Lukas also often yells, “WHY ARE YOU GOING TWELVE MILES AN HOUR?” when driving behind someone going under 70. (Taylor can tell you that this comes from something I definitely do.)

(ADD side note: For the love of God, please keep professional emails to 250 words maximum. Some of us receive no fewer than 200+ emails a day. This isn’t high school; we do not require you add fluff to your essays.)

(This is where I give a giant middle finger to every teacher who took off points on my papers for not making them long enough. Guess what, honey? The real world wants short, simple, and to the point. I see your academic bullshit and the 2.89 GPA you gave me, and raise you the fact that I make more money than you do and I’m twenty-fucking-five.) 

Anyway.

 

Numb

Orlando, Dallas, Nice, Istanbul. . . . I feel like I haven’t stopped crying for weeks.

I got a letter in the mail today. My 46-year-old psychiatrist died of an unexpected medical emergency.

I feel like there aren’t even words anymore.

I Am Okay

After a fabulous day of breakfasting and coffee-ing and working and First Friday-ing, I had a momentary crisis. That’s the beauty of my mental state: once I acknowledge that all things are good and I am okay, all of the bad thoughts decide to rush in and send me spinning.

Ugh.

What to do, what to do? My brother and I found this amazing place to meditate a couple of years ago, and it’s become my safe-haven. I drive into the parking lot and immediately breathe better. It’s nuts how this place calms my anxiety.

Tonight I pulled into the parking lot, locked everything in the car, and immediately headed for a quiet space. After a few minutes of falling apart, I started a mantra, and at 11:00 on the nose, everything in me quieted and I was okay to go home.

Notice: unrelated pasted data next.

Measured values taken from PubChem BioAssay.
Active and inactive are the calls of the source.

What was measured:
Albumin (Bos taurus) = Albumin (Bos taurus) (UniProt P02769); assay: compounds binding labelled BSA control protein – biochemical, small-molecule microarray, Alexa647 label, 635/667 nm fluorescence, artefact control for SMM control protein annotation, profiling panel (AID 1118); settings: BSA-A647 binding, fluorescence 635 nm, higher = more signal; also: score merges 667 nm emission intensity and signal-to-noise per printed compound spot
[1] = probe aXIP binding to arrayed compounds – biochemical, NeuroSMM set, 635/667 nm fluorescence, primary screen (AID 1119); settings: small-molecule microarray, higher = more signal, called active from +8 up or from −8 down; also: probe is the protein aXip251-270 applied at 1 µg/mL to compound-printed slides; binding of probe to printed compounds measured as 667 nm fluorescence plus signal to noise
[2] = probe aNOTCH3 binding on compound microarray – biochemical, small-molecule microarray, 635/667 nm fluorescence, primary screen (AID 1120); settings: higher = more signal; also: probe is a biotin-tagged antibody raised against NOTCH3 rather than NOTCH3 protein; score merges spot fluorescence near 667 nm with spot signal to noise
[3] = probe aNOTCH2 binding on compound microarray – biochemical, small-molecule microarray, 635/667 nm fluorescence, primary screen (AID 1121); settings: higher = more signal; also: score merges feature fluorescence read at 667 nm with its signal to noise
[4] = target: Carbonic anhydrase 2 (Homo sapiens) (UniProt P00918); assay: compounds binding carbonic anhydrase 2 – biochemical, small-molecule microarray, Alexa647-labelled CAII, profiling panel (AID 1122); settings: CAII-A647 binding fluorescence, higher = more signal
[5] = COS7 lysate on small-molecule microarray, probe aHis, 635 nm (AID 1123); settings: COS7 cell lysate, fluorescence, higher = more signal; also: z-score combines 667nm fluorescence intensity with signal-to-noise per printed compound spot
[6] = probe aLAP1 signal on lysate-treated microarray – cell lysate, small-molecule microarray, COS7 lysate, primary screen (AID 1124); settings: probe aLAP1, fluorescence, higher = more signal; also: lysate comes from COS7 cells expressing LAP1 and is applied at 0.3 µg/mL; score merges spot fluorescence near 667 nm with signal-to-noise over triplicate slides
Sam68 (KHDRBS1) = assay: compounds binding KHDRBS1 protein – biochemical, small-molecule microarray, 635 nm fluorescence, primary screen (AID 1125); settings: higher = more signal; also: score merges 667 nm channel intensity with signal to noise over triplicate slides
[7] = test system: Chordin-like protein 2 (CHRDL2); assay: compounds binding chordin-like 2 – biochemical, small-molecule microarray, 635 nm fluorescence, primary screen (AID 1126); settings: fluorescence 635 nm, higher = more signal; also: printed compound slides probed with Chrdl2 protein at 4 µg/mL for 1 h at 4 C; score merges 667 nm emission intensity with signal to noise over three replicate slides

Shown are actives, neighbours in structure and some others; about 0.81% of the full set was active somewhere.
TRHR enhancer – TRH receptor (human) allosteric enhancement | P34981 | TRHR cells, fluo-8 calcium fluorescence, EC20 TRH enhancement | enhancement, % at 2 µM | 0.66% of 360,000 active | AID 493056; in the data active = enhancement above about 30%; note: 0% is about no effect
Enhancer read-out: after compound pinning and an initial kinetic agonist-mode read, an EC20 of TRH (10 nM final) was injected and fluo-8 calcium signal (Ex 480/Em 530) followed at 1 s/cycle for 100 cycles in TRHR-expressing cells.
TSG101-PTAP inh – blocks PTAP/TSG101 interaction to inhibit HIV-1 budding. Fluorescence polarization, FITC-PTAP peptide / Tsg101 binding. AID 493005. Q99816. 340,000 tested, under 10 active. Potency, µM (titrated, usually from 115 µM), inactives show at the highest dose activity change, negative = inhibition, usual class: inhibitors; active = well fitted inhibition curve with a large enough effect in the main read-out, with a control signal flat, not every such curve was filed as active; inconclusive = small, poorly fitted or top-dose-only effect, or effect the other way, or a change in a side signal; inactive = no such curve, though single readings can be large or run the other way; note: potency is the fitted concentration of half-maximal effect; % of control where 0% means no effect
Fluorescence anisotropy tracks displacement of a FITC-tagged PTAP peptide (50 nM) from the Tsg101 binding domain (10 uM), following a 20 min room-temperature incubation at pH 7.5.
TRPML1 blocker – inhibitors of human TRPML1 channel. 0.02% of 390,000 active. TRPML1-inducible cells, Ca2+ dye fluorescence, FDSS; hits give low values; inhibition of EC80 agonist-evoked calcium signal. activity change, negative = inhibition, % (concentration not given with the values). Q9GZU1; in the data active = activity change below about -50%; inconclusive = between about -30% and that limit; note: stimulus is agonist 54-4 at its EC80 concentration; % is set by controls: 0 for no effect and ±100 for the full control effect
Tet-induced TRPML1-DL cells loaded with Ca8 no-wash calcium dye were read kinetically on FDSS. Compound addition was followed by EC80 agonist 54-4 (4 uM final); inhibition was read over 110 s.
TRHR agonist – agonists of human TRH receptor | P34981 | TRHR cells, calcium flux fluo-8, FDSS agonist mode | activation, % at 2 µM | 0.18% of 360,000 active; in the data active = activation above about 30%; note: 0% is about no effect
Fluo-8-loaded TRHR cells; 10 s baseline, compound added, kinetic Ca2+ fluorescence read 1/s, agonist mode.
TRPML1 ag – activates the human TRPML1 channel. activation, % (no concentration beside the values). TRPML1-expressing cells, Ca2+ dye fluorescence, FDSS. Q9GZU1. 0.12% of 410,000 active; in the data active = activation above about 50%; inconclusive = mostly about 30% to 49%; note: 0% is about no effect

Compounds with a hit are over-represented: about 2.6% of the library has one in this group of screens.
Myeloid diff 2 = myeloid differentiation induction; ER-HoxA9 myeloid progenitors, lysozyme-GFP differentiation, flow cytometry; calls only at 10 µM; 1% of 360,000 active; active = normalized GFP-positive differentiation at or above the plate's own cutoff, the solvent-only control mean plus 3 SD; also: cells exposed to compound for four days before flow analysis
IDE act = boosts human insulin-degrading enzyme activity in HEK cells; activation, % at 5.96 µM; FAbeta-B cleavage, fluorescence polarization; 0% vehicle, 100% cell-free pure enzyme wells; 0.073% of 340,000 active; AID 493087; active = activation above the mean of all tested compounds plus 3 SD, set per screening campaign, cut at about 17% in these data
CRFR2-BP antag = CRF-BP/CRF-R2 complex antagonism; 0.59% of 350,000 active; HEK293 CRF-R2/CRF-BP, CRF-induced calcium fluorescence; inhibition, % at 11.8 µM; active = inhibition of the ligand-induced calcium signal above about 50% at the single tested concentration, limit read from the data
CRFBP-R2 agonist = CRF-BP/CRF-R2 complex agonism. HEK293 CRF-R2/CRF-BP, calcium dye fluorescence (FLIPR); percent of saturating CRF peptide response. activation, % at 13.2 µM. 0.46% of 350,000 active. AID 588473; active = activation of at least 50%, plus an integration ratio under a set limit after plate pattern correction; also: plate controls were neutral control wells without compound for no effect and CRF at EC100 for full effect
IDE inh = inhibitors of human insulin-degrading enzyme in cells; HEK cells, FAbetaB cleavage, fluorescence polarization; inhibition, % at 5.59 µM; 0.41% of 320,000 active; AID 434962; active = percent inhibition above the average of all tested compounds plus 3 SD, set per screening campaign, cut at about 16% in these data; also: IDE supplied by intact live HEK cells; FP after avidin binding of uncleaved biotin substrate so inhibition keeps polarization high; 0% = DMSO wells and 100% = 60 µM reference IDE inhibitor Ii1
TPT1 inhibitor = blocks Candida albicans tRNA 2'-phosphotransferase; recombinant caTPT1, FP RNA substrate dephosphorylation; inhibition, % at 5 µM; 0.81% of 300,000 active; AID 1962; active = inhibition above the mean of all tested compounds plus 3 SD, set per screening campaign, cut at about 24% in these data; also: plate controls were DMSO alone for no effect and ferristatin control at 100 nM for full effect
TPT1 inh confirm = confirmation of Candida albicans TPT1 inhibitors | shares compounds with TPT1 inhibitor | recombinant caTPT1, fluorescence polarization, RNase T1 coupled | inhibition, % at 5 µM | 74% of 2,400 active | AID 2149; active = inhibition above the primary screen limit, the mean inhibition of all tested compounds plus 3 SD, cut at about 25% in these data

I am okay.
I am alive
I am hurt
I am scared
I am human
It is okay to be hurt
It is okay to be scared
And because I am both of these
I am human,
I am alive,
and I am okay.

Back Again, old friend?

It’s funny. The only time I feel like writing via digital means is when everything is going wrong. When things are right, my hand aches for a paper and pen. This is a new phenomenon, about two months old.

You’ve probably figured by now that things aren’t going well.

I find refuge in books before I seek the same in writing. I’ve read six books in the last week, all on my Kindle. More digital intrusion.

The books were two trilogies, both by Cassandra Clare. The last book I read was Clockwork Princess and it drained me. The novel is beautiful, but I cry through about 50%. Every other page either rips my heart out or makes me laugh. The last few chapters are mostly the former.

The pharmacist switched brands on my meds. The new ones aren’t as effective as the last batch. I feel like I’ve gone back about three months–three months of not having particularly damaging mood swings. I even had about three weeks without anxiety gripping me at inconvenient hours.

Instead, I’m back to crying in the car when a song hits me too hard. I’m not talking songs like, “Allissa Lies,” which should make every red-blooded English speaker bawl. I’m talking any and every song about break-ups or falling in love. Yup. I’m that girl. I hate that girl. She annoys me.

On the bright side, I’ll be listening to NPR and reading Wired magazine with unnatural dedication.

My headache is doing awful things to my stomach. Ideally I’ll be back to hand writing my thoughts soon.